The box below details some more tips for selecting consultations

COT performance criteria

The performance criteria for the COT are similar to, but not identical to, those for the MRCGP video exam. None of them are designated as ‘merit' criteria. The performance criteria are shown in the box below, and also listed with commentaries on each of the ePortfolio. The theme of patient-centredness remains, and candidates are advised to take note of this. Try to show an interest in your patients as people, discover the patient's agenda and health beliefs, and attempt to involve patients in decision making.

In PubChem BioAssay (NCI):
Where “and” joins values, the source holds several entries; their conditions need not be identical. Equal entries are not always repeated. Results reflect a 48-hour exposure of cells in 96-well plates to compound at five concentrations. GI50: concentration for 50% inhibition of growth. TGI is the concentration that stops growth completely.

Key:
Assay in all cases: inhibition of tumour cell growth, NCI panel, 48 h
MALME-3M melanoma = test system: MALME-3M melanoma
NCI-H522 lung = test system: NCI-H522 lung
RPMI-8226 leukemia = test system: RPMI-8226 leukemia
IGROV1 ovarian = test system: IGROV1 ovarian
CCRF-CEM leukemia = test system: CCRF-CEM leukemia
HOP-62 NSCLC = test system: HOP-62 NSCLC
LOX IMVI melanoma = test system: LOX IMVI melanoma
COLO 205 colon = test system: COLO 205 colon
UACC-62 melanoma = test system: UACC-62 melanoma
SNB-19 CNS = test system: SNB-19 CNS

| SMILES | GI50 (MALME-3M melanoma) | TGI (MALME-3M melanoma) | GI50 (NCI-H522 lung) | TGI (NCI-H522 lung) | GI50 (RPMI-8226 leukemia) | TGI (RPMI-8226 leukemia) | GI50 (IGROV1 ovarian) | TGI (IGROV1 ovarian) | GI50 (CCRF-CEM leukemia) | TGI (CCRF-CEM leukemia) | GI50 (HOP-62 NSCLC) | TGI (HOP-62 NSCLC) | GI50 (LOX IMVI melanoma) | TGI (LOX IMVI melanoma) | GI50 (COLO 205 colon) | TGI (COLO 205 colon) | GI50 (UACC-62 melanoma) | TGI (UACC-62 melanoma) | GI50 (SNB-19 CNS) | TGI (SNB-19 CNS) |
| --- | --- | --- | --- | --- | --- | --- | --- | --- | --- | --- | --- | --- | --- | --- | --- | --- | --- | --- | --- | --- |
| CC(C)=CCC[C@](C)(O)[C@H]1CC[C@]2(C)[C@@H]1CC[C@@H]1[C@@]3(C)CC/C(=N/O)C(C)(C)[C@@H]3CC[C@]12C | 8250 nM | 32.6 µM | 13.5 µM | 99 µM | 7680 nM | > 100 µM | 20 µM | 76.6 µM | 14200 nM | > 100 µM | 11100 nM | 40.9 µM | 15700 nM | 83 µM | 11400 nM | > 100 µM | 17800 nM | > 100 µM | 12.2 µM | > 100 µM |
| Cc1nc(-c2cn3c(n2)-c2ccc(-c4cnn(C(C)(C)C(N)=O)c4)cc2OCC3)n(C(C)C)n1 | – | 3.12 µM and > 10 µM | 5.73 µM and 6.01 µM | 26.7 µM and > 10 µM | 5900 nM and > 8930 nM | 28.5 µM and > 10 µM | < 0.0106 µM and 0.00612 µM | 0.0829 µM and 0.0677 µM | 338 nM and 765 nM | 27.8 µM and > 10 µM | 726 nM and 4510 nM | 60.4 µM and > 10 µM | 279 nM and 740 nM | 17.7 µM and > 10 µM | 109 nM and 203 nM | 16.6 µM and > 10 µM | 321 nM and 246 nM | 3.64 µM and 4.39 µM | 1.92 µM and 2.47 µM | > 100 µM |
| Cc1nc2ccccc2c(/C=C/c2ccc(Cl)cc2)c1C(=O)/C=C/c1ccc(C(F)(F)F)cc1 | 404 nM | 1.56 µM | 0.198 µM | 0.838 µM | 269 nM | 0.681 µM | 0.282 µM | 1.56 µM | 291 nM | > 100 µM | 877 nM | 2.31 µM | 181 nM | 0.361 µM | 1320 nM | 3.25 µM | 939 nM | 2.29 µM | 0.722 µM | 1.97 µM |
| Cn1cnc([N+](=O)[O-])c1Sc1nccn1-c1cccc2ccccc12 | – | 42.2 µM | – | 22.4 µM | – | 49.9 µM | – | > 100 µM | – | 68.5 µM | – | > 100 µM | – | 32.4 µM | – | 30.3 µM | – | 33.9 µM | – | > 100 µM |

The COTs performance criteria (PC) are as follows:

PC1: The doctor is seen to encourage the patient's contribution at appropriate points in the consultation

PC2: The doctor is seen to respond to signals (cues) that lead to a deeper understanding of the problem

PC3: The doctor uses appropriate psychological and social information to place the complaint(s) in context

PC4: The doctor explores the patient's health understanding

PC5: The doctor obtains sufficient information to include or exclude likely relevant significant conditions

PC6: The physical/mental examination chosen is likely to confirm or disprove hypotheses that could reasonably have been formed, OR is designed to address a patient's concern

PC7: The doctor appears to make a clinically appropriate working diagnosis

PC8: The doctor explains the problem or diagnosis in appropriate language

PC9: The doctor specifically seeks to confirm the patient's understanding of the diagnosis